Editor’s Note: The recent terrorist attacks in France prompted mass rallies and statements of support from around the world. In the United States, President Obama is convening the leaders of concerned states to discuss ways to fight global extremism. Yet a look at the last decade suggests that Europe’s terrorism problem may be more manageable than the rhetoric surrounding the latest attack suggests.
In January 2014, two French teenage boys ran away from their homes in Toulouse in search of adventure. Like a few hundred other young Frenchmen and over 2,000 Europeans, they looked for that adventure in Syria.
The Foreign Policy Essay: Your Enemy Has a Name—How the “Al Qaeda” Label is Leading U.S Policy Astray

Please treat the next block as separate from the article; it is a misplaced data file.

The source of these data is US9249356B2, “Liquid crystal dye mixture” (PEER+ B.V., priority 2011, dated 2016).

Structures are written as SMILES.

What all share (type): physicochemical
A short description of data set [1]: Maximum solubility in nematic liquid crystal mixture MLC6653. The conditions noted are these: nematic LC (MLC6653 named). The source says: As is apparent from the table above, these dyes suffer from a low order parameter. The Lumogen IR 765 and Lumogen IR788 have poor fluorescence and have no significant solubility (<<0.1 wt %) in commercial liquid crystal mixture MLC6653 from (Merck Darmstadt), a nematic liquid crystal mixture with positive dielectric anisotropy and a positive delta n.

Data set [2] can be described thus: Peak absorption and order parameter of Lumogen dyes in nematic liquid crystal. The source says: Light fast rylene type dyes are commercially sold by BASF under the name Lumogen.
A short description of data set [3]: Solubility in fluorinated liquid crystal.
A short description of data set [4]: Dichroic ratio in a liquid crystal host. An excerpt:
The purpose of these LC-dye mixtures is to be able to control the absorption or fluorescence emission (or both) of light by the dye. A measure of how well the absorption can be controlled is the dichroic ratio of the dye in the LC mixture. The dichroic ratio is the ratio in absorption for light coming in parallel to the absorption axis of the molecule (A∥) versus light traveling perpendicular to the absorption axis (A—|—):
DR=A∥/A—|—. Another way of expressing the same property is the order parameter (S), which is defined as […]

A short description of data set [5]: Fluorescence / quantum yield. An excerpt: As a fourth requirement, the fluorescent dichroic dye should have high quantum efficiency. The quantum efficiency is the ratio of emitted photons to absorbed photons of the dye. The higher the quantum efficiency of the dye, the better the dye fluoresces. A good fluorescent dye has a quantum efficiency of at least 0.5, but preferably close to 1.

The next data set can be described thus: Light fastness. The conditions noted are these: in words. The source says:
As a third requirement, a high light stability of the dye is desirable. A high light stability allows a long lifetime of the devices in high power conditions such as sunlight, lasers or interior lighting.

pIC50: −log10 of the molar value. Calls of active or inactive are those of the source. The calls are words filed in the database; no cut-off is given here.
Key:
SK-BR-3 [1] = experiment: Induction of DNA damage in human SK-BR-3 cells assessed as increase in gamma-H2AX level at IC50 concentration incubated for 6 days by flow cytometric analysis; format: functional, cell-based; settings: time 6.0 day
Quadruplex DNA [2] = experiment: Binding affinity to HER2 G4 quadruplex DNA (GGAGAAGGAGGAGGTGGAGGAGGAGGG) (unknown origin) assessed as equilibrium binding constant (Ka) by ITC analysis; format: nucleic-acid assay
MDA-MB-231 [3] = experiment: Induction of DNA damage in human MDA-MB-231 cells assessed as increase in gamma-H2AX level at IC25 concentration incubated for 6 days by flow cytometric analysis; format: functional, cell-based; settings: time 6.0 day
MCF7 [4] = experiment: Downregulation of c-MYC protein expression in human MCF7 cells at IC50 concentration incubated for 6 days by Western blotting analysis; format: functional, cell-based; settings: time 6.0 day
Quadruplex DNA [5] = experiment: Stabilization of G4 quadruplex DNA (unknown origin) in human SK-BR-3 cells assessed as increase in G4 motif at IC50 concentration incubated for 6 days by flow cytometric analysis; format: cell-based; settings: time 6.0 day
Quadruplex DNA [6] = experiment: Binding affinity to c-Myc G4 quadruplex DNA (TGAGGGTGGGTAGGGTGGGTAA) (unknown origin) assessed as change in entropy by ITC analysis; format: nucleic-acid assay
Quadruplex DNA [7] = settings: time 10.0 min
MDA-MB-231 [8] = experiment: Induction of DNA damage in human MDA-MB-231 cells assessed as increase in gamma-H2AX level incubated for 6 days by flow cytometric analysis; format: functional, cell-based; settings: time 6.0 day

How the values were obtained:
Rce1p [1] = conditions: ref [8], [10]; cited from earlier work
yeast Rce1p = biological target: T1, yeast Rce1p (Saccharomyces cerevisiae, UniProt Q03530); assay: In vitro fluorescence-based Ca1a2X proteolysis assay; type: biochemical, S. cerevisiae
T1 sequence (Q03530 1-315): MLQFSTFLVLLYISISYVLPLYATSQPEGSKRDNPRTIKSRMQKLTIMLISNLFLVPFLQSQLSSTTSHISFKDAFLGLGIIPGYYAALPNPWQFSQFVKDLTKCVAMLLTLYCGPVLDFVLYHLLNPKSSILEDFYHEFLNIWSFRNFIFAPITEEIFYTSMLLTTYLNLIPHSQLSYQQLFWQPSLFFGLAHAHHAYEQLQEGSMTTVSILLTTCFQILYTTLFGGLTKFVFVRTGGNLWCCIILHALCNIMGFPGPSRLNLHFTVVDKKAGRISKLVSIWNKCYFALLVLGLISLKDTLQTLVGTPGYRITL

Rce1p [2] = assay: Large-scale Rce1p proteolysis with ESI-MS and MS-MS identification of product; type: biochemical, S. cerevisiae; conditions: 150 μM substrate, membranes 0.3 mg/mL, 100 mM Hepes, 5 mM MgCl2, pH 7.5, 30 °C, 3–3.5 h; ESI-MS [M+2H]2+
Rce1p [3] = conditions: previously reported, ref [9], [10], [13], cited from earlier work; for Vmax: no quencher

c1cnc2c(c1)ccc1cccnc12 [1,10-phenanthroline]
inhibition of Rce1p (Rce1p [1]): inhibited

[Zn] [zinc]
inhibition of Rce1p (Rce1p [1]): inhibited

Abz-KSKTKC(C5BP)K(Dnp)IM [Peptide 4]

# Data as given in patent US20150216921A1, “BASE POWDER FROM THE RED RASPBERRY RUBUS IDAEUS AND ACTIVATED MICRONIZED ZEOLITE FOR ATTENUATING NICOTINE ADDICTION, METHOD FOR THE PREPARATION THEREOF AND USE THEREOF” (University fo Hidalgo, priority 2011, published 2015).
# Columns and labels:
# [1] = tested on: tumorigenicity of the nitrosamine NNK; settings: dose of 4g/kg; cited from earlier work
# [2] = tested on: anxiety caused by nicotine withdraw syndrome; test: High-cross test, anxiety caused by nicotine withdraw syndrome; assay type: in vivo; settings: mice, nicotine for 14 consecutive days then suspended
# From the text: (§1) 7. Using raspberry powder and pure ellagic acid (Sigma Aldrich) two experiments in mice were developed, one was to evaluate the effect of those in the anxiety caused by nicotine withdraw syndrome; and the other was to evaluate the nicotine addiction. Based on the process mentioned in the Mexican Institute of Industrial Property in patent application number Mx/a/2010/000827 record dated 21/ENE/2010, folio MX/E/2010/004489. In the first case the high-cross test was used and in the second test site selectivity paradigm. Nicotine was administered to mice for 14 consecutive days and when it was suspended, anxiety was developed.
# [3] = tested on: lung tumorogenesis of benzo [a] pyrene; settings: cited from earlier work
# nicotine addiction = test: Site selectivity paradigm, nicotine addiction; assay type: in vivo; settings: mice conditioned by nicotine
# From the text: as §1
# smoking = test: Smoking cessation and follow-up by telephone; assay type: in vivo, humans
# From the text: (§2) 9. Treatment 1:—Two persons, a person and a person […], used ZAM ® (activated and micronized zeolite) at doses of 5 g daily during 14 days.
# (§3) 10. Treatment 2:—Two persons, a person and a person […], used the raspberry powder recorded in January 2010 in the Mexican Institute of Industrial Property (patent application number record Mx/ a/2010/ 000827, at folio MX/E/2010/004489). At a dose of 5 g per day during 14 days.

Editor's Note: The United States has been at war since 9/11, but the nature of the enemy remains unclear. Some would say the war is against terrorists of all stripes, while others focus more narrowly on Al Qaeda, the group that perpetrated the 9/11 attacks. Yet even this narrow focus masks definitional confusion, for the name “Al Qaeda” is used to describe not only the band of followers who surround Ayman al-Zawahiri, but also a range of like-minded groups and individuals around the world. Jeremy Shapiro, my colleague at Brookings who previously worked at the U.S.